Hi, thanks for contributing to the wiki. I noticed you are making many words on the pages into links. The current notability guidelines, although far from well-articulated, state that wiki shouldn't duplicate content present elsewhere. Wiki is primarily for organizing the material discussed on the blog, and describing the concepts in the context of the blog, where linking to other sources directly would complicate matters or lose the context. --Vladimir Nesov 19:26, 17 July 2009 (UTC)
Please slow down. Don't add articles on obscure concepts, don't do original (to the blog) research. Even the probably valid references to the literature have to be removed because of epistemic hygiene if they can't be readily verified to be relevant. This wiki is for organizing the blog posts and concepts discussed in them. Case in point (I'll get to removing it once I review the backlog, a couple of weeks now): Tensegrity. --Vladimir Nesov 17:56, 13 October 2009 (UTC)
- Thanks for your message. Yes, I am trying to organize and summarize a number of concepts which have been thoroughly hashed out already, either on the blog or at Overcomingbias.com. But I think there's nothing wrong with adding minor clarifications or extensions--that's an eminently suitable task for any sort of wiki. Users can always revert any disputed text or move it to talk, and any serious conflicts can be escalated to a blog comment or post.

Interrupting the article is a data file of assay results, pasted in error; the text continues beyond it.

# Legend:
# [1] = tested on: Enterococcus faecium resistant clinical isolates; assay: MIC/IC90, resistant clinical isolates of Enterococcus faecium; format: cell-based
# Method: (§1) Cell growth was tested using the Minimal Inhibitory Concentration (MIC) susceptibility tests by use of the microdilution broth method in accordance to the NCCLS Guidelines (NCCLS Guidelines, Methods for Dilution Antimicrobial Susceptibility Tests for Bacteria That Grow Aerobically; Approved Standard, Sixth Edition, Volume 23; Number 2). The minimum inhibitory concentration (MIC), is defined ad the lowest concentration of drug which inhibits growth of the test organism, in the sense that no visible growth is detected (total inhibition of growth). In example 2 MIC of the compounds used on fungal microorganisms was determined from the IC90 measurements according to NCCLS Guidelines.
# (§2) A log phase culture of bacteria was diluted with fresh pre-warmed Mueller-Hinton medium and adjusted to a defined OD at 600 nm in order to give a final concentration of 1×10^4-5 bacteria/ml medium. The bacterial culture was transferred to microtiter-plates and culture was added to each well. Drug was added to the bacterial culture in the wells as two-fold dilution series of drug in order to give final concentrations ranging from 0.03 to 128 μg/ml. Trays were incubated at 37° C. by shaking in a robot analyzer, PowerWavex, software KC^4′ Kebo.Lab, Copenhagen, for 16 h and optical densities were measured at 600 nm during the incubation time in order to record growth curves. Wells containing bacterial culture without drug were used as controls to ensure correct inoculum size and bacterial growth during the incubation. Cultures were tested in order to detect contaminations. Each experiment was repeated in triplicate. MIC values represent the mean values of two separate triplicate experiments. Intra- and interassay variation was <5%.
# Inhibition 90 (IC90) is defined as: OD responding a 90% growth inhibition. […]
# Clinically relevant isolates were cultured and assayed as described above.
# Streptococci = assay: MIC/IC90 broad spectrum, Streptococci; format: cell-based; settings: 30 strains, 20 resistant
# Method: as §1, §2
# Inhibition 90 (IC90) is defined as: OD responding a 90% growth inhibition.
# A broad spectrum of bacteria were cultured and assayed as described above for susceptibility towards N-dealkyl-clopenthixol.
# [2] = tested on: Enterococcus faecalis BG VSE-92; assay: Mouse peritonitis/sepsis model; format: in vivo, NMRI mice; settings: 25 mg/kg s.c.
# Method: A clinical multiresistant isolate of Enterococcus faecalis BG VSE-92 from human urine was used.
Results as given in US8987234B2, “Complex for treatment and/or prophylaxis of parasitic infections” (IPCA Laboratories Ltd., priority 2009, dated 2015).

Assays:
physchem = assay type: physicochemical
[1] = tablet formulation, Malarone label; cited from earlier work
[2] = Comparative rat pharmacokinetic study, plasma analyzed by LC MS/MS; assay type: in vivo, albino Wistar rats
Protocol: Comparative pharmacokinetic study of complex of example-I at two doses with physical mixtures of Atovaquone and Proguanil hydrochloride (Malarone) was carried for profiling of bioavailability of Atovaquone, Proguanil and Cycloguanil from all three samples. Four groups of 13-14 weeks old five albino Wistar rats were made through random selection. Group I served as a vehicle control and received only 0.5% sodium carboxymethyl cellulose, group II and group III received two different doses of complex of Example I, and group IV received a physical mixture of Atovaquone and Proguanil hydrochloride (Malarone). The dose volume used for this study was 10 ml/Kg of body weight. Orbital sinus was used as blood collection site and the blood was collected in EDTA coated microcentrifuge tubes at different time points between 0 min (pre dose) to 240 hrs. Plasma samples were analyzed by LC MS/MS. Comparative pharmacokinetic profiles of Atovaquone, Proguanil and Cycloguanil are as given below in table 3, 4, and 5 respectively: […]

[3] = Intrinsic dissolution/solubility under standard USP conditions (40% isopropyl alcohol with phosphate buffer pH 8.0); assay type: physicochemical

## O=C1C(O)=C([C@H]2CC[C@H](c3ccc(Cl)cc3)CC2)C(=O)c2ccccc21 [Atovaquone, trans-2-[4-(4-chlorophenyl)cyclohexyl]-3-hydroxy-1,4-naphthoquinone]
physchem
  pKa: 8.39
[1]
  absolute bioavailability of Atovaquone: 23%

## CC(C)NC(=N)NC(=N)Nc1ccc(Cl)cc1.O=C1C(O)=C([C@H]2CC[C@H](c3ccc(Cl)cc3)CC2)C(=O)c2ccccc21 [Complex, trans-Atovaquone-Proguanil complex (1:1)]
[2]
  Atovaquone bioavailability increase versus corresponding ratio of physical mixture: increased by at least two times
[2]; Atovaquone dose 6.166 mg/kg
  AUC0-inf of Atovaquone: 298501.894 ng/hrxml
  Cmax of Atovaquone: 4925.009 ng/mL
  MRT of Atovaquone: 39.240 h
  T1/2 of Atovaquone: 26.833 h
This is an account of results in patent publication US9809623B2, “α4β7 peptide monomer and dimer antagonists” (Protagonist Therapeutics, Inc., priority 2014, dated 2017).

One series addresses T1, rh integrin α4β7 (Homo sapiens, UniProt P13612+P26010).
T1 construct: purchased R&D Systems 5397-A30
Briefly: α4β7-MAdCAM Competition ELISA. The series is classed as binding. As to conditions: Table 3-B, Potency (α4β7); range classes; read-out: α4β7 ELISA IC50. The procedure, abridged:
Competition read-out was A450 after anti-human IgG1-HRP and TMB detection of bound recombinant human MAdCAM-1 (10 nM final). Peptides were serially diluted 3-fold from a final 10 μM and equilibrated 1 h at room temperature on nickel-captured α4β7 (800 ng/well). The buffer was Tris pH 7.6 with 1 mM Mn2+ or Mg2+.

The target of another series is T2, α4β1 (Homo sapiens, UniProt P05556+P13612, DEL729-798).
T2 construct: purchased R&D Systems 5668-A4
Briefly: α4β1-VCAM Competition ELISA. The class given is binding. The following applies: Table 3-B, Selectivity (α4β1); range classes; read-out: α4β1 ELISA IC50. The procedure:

- As for tensegrity, yes feel free to delete it. It was added as a dicdef, but I realize that the term is not directly relevant to human rationality. It can be confusing and having it here is probably unwarranted at this time. --Bogus 13:02, 14 October 2009 (UTC)
- Vladimir has correctly enunciated the wiki policy. Our version of notability is that nothing can be wikified until it has been blogged (and upvoted and promoted). --Eliezer Yudkowsky 02:15, 15 October 2009 (UTC)
- PS: And you definitely can't create whole new categories, leave that to wiki admins.
- I think categories should be much more liberally created, right now they are mostly useless: either too broad, or too incomplete. Just look at the typical categorization on Wikipedia. The pressure to be too careful created by the "categories" page seems misguided (historically, that page resulted from refactoring of an older page that listed too many useless concepts). Anyway, wiki shouldn't write control over content in the rules, control is in the review process. --Vladimir Nesov 16:11, 15 October 2009 (UTC)
- No, I think Eliezer is right here. The real problem is that the "categories" feature of mediawiki is commonly used both as a clearly organized hierarchy and as a tagging system/folksonomy. There are a lot of good things to be said about liberally created folksonomies, but confusing them with organized topic trees is a no no. --Bogus 17:01, 15 October 2009 (UTC)